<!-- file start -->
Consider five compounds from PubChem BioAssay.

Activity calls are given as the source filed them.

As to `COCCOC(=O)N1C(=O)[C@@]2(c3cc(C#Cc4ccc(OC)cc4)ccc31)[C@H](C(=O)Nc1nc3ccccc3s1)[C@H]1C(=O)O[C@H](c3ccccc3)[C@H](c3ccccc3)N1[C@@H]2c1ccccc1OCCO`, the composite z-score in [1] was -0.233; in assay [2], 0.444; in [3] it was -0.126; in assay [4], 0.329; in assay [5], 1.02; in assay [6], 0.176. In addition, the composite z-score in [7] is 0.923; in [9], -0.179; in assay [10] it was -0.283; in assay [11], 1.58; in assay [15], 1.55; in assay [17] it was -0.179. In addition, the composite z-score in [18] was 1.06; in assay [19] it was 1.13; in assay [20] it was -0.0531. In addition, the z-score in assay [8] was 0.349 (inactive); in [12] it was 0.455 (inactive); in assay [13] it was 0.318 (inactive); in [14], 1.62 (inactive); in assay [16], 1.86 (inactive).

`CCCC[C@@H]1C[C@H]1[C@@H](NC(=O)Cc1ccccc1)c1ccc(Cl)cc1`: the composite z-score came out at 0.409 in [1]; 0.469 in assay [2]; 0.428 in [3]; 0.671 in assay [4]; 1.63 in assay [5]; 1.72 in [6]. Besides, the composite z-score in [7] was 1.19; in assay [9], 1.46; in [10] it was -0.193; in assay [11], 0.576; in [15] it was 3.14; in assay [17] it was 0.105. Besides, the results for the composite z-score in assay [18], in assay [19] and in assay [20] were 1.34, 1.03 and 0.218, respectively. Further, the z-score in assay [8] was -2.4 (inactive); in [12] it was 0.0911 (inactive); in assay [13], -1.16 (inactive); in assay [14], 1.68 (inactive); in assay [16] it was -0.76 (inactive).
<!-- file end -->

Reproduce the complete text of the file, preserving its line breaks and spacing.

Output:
Consider five compounds from PubChem BioAssay.

Activity calls are given as the source filed them.

As to `COCCOC(=O)N1C(=O)[C@@]2(c3cc(C#Cc4ccc(OC)cc4)ccc31)[C@H](C(=O)Nc1nc3ccccc3s1)[C@H]1C(=O)O[C@H](c3ccccc3)[C@H](c3ccccc3)N1[C@@H]2c1ccccc1OCCO`, the composite z-score in [1] was -0.233; in assay [2], 0.444; in [3] it was -0.126; in assay [4], 0.329; in assay [5], 1.02; in assay [6], 0.176. In addition, the composite z-score in [7] is 0.923; in [9], -0.179; in assay [10] it was -0.283; in assay [11], 1.58; in assay [15], 1.55; in assay [17] it was -0.179. In addition, the composite z-score in [18] was 1.06; in assay [19] it was 1.13; in assay [20] it was -0.0531. In addition, the z-score in assay [8] was 0.349 (inactive); in [12] it was 0.455 (inactive); in assay [13] it was 0.318 (inactive); in [14], 1.62 (inactive); in assay [16], 1.86 (inactive).

`CCCC[C@@H]1C[C@H]1[C@@H](NC(=O)Cc1ccccc1)c1ccc(Cl)cc1`: the composite z-score came out at 0.409 in [1]; 0.469 in assay [2]; 0.428 in [3]; 0.671 in assay [4]; 1.63 in assay [5]; 1.72 in [6]. Besides, the composite z-score in [7] was 1.19; in assay [9], 1.46; in [10] it was -0.193; in assay [11], 0.576; in [15] it was 3.14; in assay [17] it was 0.105. Besides, the results for the composite z-score in assay [18], in assay [19] and in assay [20] were 1.34, 1.03 and 0.218, respectively. Further, the z-score in assay [8] was -2.4 (inactive); in [12] it was 0.0911 (inactive); in assay [13], -1.16 (inactive); in assay [14], 1.68 (inactive); in assay [16] it was -0.76 (inactive).